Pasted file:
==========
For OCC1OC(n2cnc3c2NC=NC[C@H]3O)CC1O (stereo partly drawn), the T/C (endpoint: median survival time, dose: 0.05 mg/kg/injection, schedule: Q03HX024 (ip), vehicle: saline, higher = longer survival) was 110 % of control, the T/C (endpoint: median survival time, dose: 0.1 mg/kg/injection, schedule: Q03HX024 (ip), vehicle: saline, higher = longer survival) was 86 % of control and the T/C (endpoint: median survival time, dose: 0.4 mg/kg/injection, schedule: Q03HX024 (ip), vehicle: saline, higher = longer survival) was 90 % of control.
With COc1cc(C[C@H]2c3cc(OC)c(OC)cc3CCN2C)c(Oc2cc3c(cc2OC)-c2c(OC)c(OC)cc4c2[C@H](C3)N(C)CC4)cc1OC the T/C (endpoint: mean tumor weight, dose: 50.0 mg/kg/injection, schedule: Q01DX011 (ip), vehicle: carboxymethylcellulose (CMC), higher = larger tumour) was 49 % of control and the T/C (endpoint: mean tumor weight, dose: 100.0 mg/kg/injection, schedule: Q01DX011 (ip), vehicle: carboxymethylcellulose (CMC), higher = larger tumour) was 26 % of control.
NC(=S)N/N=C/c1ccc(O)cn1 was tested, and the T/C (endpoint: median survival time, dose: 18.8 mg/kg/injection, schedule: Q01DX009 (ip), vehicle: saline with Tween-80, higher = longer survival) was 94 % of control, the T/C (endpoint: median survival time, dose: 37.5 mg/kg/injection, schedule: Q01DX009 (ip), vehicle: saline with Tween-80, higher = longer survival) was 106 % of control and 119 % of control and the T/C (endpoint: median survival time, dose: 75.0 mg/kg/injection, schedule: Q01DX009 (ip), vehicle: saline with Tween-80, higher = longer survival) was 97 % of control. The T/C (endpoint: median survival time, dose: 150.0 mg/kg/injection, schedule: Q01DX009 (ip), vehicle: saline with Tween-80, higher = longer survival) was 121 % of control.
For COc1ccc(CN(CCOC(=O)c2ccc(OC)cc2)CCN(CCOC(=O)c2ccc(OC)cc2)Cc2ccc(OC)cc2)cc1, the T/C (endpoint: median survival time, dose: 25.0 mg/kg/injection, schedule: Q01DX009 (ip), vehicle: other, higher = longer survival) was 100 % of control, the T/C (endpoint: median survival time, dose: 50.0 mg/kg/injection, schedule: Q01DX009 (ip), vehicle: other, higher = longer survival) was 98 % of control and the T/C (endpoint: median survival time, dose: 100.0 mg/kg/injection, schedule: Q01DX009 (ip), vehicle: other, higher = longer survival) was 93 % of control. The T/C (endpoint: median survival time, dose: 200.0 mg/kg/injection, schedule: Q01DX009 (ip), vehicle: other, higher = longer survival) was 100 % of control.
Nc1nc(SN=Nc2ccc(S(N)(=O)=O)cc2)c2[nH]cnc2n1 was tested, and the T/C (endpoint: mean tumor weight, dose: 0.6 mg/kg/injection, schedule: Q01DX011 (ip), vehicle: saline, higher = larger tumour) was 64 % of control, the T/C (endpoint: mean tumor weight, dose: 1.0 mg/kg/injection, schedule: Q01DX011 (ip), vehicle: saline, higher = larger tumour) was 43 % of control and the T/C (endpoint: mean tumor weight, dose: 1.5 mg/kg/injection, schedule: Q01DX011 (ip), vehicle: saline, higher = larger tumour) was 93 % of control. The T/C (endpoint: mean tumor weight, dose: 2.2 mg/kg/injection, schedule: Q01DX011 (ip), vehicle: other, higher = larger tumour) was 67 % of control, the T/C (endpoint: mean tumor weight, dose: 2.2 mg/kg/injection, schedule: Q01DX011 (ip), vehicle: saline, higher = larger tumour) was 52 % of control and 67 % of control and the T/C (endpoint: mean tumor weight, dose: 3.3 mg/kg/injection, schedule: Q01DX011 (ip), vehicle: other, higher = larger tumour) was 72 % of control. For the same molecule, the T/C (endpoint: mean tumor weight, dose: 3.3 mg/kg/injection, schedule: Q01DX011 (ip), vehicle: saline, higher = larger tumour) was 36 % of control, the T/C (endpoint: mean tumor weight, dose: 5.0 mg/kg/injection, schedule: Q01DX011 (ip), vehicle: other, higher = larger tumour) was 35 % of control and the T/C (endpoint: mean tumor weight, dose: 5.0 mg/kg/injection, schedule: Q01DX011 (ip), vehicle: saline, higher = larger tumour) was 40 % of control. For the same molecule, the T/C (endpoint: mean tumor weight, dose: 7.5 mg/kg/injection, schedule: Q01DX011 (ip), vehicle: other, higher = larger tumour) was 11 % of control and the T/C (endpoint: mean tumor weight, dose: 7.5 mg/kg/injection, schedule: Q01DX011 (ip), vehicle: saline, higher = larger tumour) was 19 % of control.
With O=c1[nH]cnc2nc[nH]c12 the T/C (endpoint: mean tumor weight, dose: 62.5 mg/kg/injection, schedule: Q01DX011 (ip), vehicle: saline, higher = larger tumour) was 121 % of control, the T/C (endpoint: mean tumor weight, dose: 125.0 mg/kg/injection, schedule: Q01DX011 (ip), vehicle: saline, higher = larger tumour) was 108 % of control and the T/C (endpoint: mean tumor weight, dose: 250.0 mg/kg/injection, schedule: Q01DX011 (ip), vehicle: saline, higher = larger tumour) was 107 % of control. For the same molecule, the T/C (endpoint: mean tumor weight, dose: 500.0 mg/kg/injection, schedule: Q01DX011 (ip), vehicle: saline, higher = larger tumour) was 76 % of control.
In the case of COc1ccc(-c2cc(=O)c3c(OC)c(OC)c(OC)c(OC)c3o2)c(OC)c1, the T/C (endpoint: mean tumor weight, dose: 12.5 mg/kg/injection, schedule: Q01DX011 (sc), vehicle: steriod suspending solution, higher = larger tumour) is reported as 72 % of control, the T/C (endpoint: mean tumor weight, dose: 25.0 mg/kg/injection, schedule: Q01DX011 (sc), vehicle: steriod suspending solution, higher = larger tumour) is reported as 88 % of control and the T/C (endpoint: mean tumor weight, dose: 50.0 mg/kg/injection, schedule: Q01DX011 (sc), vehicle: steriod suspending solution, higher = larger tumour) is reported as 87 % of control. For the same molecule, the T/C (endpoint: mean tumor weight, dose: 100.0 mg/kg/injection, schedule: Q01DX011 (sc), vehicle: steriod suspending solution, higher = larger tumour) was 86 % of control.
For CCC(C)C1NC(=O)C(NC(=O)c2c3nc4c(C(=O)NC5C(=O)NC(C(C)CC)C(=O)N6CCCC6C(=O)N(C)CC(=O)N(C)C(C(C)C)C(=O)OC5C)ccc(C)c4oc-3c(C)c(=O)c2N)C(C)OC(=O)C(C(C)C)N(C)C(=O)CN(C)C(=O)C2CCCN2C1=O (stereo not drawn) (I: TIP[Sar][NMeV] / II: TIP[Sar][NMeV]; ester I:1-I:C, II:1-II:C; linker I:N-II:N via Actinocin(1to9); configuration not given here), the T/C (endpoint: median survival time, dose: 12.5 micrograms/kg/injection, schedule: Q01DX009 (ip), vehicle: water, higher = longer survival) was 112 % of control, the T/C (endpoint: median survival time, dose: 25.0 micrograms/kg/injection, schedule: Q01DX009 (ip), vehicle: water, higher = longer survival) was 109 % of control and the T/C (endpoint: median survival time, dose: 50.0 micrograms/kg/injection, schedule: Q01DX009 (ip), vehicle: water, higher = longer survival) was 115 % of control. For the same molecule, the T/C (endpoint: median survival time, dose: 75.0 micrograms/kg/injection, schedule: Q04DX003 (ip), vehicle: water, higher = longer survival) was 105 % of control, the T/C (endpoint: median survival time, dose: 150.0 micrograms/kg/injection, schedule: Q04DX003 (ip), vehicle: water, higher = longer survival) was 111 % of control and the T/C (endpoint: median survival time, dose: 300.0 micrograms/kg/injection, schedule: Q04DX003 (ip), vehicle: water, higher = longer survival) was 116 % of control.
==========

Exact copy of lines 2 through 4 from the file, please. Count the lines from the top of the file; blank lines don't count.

With COc1cc(C[C@H]2c3cc(OC)c(OC)cc3CCN2C)c(Oc2cc3c(cc2OC)-c2c(OC)c(OC)cc4c2[C@H](C3)N(C)CC4)cc1OC the T/C (endpoint: mean tumor weight, dose: 50.0 mg/kg/injection, schedule: Q01DX011 (ip), vehicle: carboxymethylcellulose (CMC), higher = larger tumour) was 49 % of control and the T/C (endpoint: mean tumor weight, dose: 100.0 mg/kg/injection, schedule: Q01DX011 (ip), vehicle: carboxymethylcellulose (CMC), higher = larger tumour) was 26 % of control.
NC(=S)N/N=C/c1ccc(O)cn1 was tested, and the T/C (endpoint: median survival time, dose: 18.8 mg/kg/injection, schedule: Q01DX009 (ip), vehicle: saline with Tween-80, higher = longer survival) was 94 % of control, the T/C (endpoint: median survival time, dose: 37.5 mg/kg/injection, schedule: Q01DX009 (ip), vehicle: saline with Tween-80, higher = longer survival) was 106 % of control and 119 % of control and the T/C (endpoint: median survival time, dose: 75.0 mg/kg/injection, schedule: Q01DX009 (ip), vehicle: saline with Tween-80, higher = longer survival) was 97 % of control. The T/C (endpoint: median survival time, dose: 150.0 mg/kg/injection, schedule: Q01DX009 (ip), vehicle: saline with Tween-80, higher = longer survival) was 121 % of control.
For COc1ccc(CN(CCOC(=O)c2ccc(OC)cc2)CCN(CCOC(=O)c2ccc(OC)cc2)Cc2ccc(OC)cc2)cc1, the T/C (endpoint: median survival time, dose: 25.0 mg/kg/injection, schedule: Q01DX009 (ip), vehicle: other, higher = longer survival) was 100 % of control, the T/C (endpoint: median survival time, dose: 50.0 mg/kg/injection, schedule: Q01DX009 (ip), vehicle: other, higher = longer survival) was 98 % of control and the T/C (endpoint: median survival time, dose: 100.0 mg/kg/injection, schedule: Q01DX009 (ip), vehicle: other, higher = longer survival) was 93 % of control. The T/C (endpoint: median survival time, dose: 200.0 mg/kg/injection, schedule: Q01DX009 (ip), vehicle: other, higher = longer survival) was 100 % of control.